This excellent little science fiction film is a welcome throwback to an earlier era, when filmmakers used the canvas afforded by outer space and/or the future to explore ideas about the human condition. With allusions and references to everything from 2001: A SPACE ODYSSEY to SILENT RUNNING to SOLARIS, debut director Duncan Jones has crafted a thoughtful and engaging low-budget sleeper that fills the intellectual void left by Hollywood’s big-budget blockbusters. He is not afraid – in fact, he is eager – to wrestle with serious subject matter in the context of a scientifically believable piece of fiction that conspicuously avoids the easy excitement of laser battles, aliens, and mutants. The mini-miracle of this approach is that MOON is never self-important or pretentious; it remains entertaining from start to finish, and even if there is a dour, fatalistic turn to the storyline, the film is never a downer – it somehow subtly inspires an uplifting sense of wonder without singing any hokey paeans to the “triumph of the human spirit,” allowing the audience to draw its own conclusions.
The screenplay by Nathan Parker (from a story by Duncan Jones) follows astronaut Sam Bell (Sam Rockwell) who has been working on the far side of the moon for three years, accompanied only by computer, GERTY (voiced by Kevin Spacey). Sam is lonely, yearing for the day when he can reunite with his family back on Earth. Communication is dodgy – the signal must bounce off Jupiter and return to the Moon, creating long delay that prevents live communication, forcing Sam to subsist emotionally on recorded greetings from his wife. One day while retrieving material from a roving automated machine on the lunar surface (a mineral that his company refines for energy back home), Sam gets in an accident. Later, Sam wakes up in the moon-base’s sickbay with no memory of what happened. Noticing that one of the machines on the lunar surface is not working (we know it was the one involved in the accident, even if he does not), he goes to investigate and makes a disturbing discovery, coming face to face with literally the last person he ever expected to meet – on the Moon or anywhere else…
Visually, MOON suggests SPACE ODYSSEY and SILENT RUNNING, with its scruffy protagonist interacting with a talking robot, but the closest point of comparison is with Tarkovsky’s SOLARIS, which also went into outer space only to stare inward upon the human soul. As in the 1970 classic (and the later, disappointing remake starring George Clooney), an astronaut on finds himself confronting an unexpected newcomer on an isolated station where visitors simply cannot show up unannounced. The search for answers and explanations to an apparently impossible situation forms the crux of the drama. Unlike SOLARIS, which maintained an illusive aura of mystery, MOON offers a concrete explanation, but the net result remains somewhat similar, forcing the protagonist to confront some unpleasant personal truths.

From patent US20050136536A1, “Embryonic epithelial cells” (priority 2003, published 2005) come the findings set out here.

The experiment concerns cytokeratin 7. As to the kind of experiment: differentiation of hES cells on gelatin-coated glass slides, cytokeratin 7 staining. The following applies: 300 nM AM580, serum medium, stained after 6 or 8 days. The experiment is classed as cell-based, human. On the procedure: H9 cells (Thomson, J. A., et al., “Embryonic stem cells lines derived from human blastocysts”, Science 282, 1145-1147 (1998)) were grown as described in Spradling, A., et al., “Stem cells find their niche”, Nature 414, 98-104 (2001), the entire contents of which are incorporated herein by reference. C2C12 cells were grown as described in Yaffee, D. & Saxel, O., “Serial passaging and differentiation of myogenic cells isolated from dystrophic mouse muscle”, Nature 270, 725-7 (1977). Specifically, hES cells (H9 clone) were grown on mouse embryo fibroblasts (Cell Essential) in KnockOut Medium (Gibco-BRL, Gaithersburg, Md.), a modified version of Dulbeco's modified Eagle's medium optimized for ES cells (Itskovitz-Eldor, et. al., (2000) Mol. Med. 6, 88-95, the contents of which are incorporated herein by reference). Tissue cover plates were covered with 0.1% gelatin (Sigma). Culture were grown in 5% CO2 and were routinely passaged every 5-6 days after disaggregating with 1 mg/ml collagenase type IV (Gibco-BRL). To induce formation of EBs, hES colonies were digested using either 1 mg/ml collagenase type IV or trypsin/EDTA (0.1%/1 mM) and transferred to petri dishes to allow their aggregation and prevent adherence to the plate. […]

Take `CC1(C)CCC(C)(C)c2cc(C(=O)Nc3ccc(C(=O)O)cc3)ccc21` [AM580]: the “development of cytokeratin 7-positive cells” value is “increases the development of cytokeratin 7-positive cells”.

With most of the drama limited to the base (interrupted only by an occasional excursion on to the lunar surface), MOON is almost a small chamber piece – a character study with a very narrow focus (due to the small number of characters). Yet somehow it never feels small or constricted; it never seems to suffer from a lack of resources. The production design lends a believable impression of functionality to the base, combined with just right right lived-in feeling you would expect from a place occupied by a lone man. The special effects mostly eschews modern computer-generated imagery in favor of convincing miniature work that is both appropriate to the serious story and evocative of the older science fiction films that influenced Duncan Jones.
Sam Rockwell, who is perhaps best known for lighter roles in films like GALAXY QUEST and CHARLIE’S ANGELS aces the acting challenge here, holding viewer attention almost single-handedly for the entire running time. He engages the audience even when the character is behaving badly or irrationally; he captures the pathos of his character’s oppressive isolation and desperate desire to return home, but he adds just enough humor to prevent MOON from losing its orbit and descending into the bathetic.
As the voice of GERTY, Kevin Spacey’s vocal inflections walk a tricky tightrope. Instead of trying to avoid comparisons to 2001‘s HALL 9000, Spacey’s smooth tones invite them. The gambit pays off when GERTY turns out to be very much his own computer, his personality (for lack of a better word) enhanced with computer graphics that display virtual emotions through simply smiley-type faces.
Composer Clint Mansell layers the film in a beautifully atmospheric score that captures both the ethereal nature of the setting and the poignancy of Sam’s situation. It’s the final finishing touch on a science fiction films that strives to achieve something more than most genre efforts do today. There are many enjoyable space operas and adventure-fantasies on the screen this summer, but there is too little real ambition – a striving to use the medium to its fullest potential for not only dazzling the eye but also amazing the soul. MOON is ultimately a small film, maybe too small to be regarded as a masterpiece, but within its narrow scope it displays an impressive ambition. There is no slam-bang-pow, but there is a great story and, more important, a genuine Sense of Wonder. I won’t say it is the best science fiction film of the summer (I was too bowled over by the exuberance of STAR TREK), but strictly speaking, MOON is this season’s best filmed science fiction.